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Gratitude & Happiness

Winning at Whisking.

on April 27, 2015

W  is for Whist.

As a child, one of the first games I remember playing was Go Fish or Old Maid. It was a fun way to learn how to count and make patterns. Later on, games became fun in a more competitive way. My friends and I would try to prove our intelligence using strategy. In high – school we often spent our lunch hour playing cards. Sometimes it was crazy eights countdown, sometimes president,but the favourite seemed to be hearts, a game similar to Euchre, but that I could never quite understand. At holiday dinners, my cousins tried teaching me how to use bidding in games. Never good at math, I’d become easily confused trying to keep track of suits and tricks and plan my moves. Despite this, I still played and am considered a good sport. Perhaps Whist is the card game I can learn to enjoy.

Where did Whist come from?

The first known use of the word was 1663. Thought to be an alteration of whisk, it was referred to as early as 1520 from the idea of whisking up cards after each trick. (dictionary.com) It was developed in England from the 16th century game of ruff and honours. Hoyle’s rules in A Short Treatise on the Game of Whist, published in 1742 were considered the authority until 1864 when replaced by Baldwin’s rules. (kristenkoster.com) Counters which were tokens or chips would be used to record the score. Popular in the 18th and 19th centuries, it later became replaced by Bridge. Now, the game is used for social and fundraising purposes in ‘whist drives.’

How to play:

  • Four players, divided in pairs that sit opposite each other.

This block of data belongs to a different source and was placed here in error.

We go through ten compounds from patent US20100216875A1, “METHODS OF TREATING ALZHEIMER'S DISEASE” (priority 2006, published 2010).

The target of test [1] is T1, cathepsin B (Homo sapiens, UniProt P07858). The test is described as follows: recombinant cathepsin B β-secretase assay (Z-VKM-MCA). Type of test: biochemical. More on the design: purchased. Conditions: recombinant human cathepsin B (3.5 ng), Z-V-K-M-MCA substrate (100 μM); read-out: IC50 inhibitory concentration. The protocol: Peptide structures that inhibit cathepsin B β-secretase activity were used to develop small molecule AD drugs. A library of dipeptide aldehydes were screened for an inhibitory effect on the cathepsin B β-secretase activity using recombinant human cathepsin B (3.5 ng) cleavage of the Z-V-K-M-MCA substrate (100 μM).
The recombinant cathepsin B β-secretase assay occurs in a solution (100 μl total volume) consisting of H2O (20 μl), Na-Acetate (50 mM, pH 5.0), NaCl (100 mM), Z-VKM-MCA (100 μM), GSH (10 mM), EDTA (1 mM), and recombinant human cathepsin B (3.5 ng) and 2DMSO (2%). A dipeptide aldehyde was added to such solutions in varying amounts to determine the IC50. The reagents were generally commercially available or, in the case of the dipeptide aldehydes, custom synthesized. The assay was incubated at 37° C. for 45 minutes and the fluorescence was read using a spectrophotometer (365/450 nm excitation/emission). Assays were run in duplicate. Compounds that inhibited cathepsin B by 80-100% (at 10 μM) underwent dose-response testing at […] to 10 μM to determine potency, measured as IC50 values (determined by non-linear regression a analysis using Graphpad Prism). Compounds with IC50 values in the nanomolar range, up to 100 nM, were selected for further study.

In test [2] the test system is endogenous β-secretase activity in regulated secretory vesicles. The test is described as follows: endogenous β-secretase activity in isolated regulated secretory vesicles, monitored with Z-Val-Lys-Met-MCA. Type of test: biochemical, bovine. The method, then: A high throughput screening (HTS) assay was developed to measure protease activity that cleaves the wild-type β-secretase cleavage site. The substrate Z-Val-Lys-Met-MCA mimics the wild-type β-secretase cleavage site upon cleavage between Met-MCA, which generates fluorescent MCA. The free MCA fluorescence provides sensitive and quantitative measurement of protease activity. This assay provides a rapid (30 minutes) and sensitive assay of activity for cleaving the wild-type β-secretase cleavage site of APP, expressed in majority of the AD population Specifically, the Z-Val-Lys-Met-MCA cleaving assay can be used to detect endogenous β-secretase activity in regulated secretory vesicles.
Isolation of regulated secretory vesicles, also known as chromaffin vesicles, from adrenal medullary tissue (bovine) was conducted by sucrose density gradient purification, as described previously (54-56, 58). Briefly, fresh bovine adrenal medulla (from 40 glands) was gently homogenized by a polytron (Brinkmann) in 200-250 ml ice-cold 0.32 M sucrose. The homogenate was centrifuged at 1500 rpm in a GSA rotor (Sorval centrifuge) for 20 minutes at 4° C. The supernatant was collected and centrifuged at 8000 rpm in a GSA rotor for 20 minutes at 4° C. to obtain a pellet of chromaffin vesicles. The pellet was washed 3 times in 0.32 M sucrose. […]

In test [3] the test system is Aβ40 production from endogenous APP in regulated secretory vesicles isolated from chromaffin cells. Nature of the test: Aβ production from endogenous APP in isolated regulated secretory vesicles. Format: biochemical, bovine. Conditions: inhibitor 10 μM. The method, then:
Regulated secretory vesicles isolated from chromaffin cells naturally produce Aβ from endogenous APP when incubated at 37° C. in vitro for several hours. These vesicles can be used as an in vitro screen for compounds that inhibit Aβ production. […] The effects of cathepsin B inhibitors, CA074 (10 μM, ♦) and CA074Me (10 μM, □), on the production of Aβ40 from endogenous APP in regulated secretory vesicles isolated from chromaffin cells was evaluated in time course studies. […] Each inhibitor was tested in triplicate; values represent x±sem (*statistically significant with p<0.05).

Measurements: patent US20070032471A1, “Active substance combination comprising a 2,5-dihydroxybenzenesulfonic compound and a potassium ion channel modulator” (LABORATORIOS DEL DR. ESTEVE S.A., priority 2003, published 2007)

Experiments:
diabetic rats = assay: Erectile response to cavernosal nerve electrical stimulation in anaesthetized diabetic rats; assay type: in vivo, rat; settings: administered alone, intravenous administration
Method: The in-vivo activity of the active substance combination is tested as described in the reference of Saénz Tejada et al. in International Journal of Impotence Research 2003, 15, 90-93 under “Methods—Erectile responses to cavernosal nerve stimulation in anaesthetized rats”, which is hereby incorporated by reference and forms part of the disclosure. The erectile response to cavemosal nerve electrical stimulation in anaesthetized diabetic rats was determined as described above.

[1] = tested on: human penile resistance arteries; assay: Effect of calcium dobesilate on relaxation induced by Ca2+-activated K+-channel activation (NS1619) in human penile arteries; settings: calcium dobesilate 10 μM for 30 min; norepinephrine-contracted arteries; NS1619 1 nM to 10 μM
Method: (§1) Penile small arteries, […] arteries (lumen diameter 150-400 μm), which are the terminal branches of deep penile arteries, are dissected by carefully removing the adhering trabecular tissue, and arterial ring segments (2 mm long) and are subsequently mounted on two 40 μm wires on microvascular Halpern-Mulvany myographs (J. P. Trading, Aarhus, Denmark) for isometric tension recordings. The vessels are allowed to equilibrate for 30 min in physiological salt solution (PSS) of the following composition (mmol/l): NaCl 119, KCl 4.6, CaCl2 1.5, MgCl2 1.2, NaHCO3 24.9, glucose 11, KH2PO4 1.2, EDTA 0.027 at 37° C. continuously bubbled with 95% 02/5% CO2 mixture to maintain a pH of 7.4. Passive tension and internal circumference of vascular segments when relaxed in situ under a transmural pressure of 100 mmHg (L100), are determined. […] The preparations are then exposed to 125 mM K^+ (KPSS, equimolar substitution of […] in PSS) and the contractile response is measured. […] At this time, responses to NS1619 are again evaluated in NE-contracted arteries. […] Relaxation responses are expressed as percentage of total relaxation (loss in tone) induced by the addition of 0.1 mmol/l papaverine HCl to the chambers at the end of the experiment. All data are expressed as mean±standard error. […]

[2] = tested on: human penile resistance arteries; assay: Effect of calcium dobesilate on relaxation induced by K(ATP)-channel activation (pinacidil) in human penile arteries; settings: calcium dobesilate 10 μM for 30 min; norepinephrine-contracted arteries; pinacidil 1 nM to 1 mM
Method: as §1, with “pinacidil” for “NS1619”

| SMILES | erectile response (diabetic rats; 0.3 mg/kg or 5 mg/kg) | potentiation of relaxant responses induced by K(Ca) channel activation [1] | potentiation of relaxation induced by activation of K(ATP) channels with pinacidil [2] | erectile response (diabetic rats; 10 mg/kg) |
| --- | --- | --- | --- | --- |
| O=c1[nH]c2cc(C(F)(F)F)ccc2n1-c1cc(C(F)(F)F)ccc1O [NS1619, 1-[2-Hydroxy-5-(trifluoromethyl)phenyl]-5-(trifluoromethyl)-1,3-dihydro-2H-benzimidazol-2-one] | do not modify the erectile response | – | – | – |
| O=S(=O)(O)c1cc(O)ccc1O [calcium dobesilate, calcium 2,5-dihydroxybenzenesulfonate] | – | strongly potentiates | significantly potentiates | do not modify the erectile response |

• Cards are dealt until each person has 13, with the option of the remaining card being ‘trump.’
  • First ‘trick’ (round) is lead by player on dealer’s left. Play is clockwise following suit or by trump.
  • Highest card in the suit or trump, if a player has no cards in that suit played wins. Winner leads next.
  • Cards rank from high to low, A, K, Q, J, 10, down to 2.
  •  ‘Trump’ can be played using this order: hearts, diamonds, spades, clubs. The 5th round can be played without a trump card, and the pattern repeats.
  • A ‘book’ is the first 6 tricks taken by a pair. Points are scored for each additional trick.
  • 13 tricks (rounds) total are played.
  • Games may be played to either 5 (British,) 7 (American,) or 9 (long) points.
  • A ‘Rubber’ is the best of 3 games. Tournaments have a fixed number of deals.

If you would like to try the game, here is a website for hours of distracting fun:
http://www.whist-cardgame.com/

Some variations of the game include:
Solo
Bid
Honours – where the trumps, A, K, Q, J, score an extra 4 points for the team who has all of them in their hands. It is not used now, as most consider it to be a matter of chance.
Norwegian – where you play either ‘grand’ to win the most tricks, or ‘nullo’ to lost the most.
Sergeant – 3 player game.
(britanica.com)

An explanation of ‘Bidding‘ in Whist,

Sources:

http://dictionary.reference.com/browse/whist
http://www.merriam-webster.com/dictionary/whist
http://www.kristenkoster.com/2012/02/a-regency-primer-on-how-to-play-whist/
http://www.britannica.com/EBchecked/topic/641944/whist
http://www.pagat.com/whist/whist.html

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